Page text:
Ms Taylor told the Federal Court that she was “really overwhelmed at that point,” particularly because it seemed like Mr Grew was “projecting a future with her.” She said that afterwards she experienced anxiety “every day” in addition to not sleeping well.
On 27 January 2020, Ms Taylor and Mr Grew were set to travel to the United States together to attend a gem and mineral show. This was when she told him that “I have to put down some boundaries so we are both clear and on the same page.” And also that “I’d like to keep things work-related between us.”
Boss brings up feelings yet again
Some five months following Mr Grew’s revelation of his feelings for Ms Taylor, on 1 June 2020 he brought up the topic once again. He asked her “Are you and I going to become something or do I need to turn my feelings off?” Ms Taylor responded by saying that she did not have romantic feelings for him and told him to move on.
She told the Federal Court that she took sick leave the next day as she was “crying uncontrollably” and “hyperventilating.” Ms Taylor subsequently went to a doctor who placed her on a mental health plan. On 5 June 2020, Mr Grew texted Ms Taylor saying that he was “worried” about her. She replied by saying “don’t worry about me” and that she just needed “breathing room.” Mr Grew responded by saying that it was “a relief” to hear her say that.
But he also added that he was “worried that I’d be demonised for something I couldn’t control.” He also told her that “the thought of the anxiety you felt from the fear of me doing that to you because of something you didn’t feel really affected me”.
Ms Taylor told the Federal Court that by Mr Grew saying that, she “felt like he was trying to act like a victim.”
Boss showers Ms Taylor with unsolicited gifts
During the period of September 2018 and March 2020, Ms Taylor told the Federal Court that Mr Grew “showered” her with 19 unsolicited and unwelcome gifts. This included countless items of jewelry, including a platinum ring with emeralds and diamonds. Also, a 14-carat gold six stone diamond necklace.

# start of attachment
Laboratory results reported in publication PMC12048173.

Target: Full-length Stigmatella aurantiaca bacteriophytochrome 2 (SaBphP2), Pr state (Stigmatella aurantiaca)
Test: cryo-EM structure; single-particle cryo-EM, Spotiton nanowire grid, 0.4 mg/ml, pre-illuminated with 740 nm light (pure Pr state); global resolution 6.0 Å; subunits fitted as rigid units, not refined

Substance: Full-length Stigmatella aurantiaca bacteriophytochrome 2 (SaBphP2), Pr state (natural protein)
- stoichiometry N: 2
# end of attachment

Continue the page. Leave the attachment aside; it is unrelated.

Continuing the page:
Mr Grew also gifted Ms Taylor with $2,000 in cash which he described as an early Christmas bonus to assist with her savings for purchasing a property. He also bought her a massage session and a Michael Kors bomber jacket worth $548, and a $200 MECCA gift card.
Ms Taylor makes sexual harassment accusations
The relationship between Ms Taylor and Mr Grew took a turn in August 2020. This was when Mr Grew sent a text message to Ms Taylor that was intended for another employee. In the text message, he accused Ms Taylor of being quick to “deflect blame” onto the employee. He also remarked that it was “interesting to see how quickly she’ll throw it onto someone else so she doesn’t look bad.”
Given the countless instances of sexual harassment she experienced, Ms Taylor sought legal advice. On 28 August 2020, her lawyers sent a letter to Mr Grew stating that he had made “persistent unwelcome advances to her of a sexual nature. That is, “in an attempt to lure [her] into a romantic relationship with [him].”
The letter outlined the full list of sexual allegations against Mr Grew and how they had contravened the federal Sex Discrimination Act 1984. It also stated that Ms Taylor had the right to make a sexual harassment complaint with the Australian Human Rights Commission.
The lawyers sought a response to the allegations from Mr Grew by 4 September 2020. They also told him that Ms Taylor was unfit for work until 14 September, providing a medical certificate.
Lawyers victimise Ms Taylor, regard sexual harassment claim as “embarrassing”
On 4 September, Mr Grew’s lawyers sent a response to Ms Taylor’s lawyers which denied that he had breached the Sex Discrimination Act 1984. The letter asserted that she had made up various details contained in the allegations. It also stated that Ms Taylor had “manipulated Mr Grew during the course of her employment and took advantage of their relationship for pecuniary gain.”
The letter also asked if Ms Taylor had resigned from her position and that her sexual harassment claim was “frivolous, vexatious and lacking in merit.” Also, that it was without “any reasonable prospects of success.”
Mr Grew’s lawyers demanded that Ms Taylor return several items of “company property.” The letter also included a number of demeaning and offensive statements, including:
“We have sighted many text messages from your client that, frankly, make her claim appear to be quite embarrassing” and “if your client feels ‘triggered’ by the Mociun ring, we suggest she returns it to the Company”.
On 23 September 2020, Ms Taylor filed a sexual harassment claim with the Australian Human Rights Commission. She then received a subsequent letter from Mr Grew’s legal team that accused her of stealing company property and threatened to report her to the police.